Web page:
Building on the previous point, the Federal Reserve has had no choice but to "stay on the gas pedal" when it comes to raising interest rates. U.S. GDP growth in the second quarter came in at its highest level since 2014. And, as noted, workers are experiencing their fastest pace of wage growth in about a decade. If left unchecked, this could lead to an economy where inflation levels get out of hand. In short, you can expect interest rates to continue rising, which should put a damper on corporate lending.
4. The housing market is sending frightening signals
Next, we're really beginning to see a serious slump in the housing market in Southern California. According to data from CoreLogic, the number of new and existing home and condominium sales in the region declined 18% in September 2018 compared to the previous year. This represents the slowest September for home sales in Southern California in 11 years, which is when the housing crisis began.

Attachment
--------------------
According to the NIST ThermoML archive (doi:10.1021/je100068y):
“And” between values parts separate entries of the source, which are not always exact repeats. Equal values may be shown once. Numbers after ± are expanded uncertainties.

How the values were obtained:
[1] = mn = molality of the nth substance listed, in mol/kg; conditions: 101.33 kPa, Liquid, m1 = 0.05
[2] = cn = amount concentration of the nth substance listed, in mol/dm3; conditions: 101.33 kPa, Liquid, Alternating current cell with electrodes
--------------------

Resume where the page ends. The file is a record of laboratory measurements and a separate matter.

To be clear, this in no way suggests that a housing crisis is coming. But a steady decline in home sales in arguably the most-watched market in the country, compounded with rising home prices in the region, does imply that a supply glut could soon hit. If that happens, it would spell bad news for the financial sector of the market.
5. The yield curve is flattening